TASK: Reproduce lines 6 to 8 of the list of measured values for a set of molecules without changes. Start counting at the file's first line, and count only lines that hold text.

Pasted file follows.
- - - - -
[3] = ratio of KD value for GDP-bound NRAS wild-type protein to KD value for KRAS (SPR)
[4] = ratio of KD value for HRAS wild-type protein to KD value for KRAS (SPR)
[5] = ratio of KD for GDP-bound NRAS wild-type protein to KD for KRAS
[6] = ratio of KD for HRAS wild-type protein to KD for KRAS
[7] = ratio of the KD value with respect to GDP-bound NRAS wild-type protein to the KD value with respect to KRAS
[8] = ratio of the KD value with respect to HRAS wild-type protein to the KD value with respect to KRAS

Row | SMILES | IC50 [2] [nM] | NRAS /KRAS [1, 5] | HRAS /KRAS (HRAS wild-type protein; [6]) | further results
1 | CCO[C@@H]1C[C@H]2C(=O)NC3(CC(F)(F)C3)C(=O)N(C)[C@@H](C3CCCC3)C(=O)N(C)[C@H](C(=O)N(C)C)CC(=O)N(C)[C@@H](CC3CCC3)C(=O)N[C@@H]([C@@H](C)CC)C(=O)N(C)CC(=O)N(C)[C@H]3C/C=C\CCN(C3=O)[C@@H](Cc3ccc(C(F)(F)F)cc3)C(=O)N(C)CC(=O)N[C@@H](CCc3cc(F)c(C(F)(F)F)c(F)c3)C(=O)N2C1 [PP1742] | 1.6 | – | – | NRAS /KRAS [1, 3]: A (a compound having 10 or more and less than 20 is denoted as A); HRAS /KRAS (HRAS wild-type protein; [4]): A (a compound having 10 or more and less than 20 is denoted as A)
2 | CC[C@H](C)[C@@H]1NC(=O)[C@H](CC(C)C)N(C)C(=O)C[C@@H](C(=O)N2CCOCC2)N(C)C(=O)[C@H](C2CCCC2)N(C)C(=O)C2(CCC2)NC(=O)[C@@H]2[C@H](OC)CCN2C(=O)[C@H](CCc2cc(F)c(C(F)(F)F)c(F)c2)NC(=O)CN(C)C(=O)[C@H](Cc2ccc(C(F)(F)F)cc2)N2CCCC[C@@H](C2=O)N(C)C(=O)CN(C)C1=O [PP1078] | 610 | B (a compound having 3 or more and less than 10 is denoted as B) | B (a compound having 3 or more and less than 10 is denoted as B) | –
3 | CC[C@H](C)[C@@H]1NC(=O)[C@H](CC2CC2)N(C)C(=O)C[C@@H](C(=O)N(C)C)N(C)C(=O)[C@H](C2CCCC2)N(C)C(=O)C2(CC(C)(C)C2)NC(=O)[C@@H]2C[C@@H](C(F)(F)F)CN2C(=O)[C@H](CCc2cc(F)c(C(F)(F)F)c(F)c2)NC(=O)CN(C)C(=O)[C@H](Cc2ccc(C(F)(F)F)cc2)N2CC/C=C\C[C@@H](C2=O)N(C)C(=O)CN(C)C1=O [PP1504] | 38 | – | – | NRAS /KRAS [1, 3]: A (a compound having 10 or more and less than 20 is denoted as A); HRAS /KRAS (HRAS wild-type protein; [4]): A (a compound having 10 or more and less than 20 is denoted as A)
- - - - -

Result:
[8] = ratio of the KD value with respect to HRAS wild-type protein to the KD value with respect to KRAS

Row | SMILES | IC50 [2] [nM] | NRAS /KRAS [1, 5] | HRAS /KRAS (HRAS wild-type protein; [6]) | further results
1 | CCO[C@@H]1C[C@H]2C(=O)NC3(CC(F)(F)C3)C(=O)N(C)[C@@H](C3CCCC3)C(=O)N(C)[C@H](C(=O)N(C)C)CC(=O)N(C)[C@@H](CC3CCC3)C(=O)N[C@@H]([C@@H](C)CC)C(=O)N(C)CC(=O)N(C)[C@H]3C/C=C\CCN(C3=O)[C@@H](Cc3ccc(C(F)(F)F)cc3)C(=O)N(C)CC(=O)N[C@@H](CCc3cc(F)c(C(F)(F)F)c(F)c3)C(=O)N2C1 [PP1742] | 1.6 | – | – | NRAS /KRAS [1, 3]: A (a compound having 10 or more and less than 20 is denoted as A); HRAS /KRAS (HRAS wild-type protein; [4]): A (a compound having 10 or more and less than 20 is denoted as A)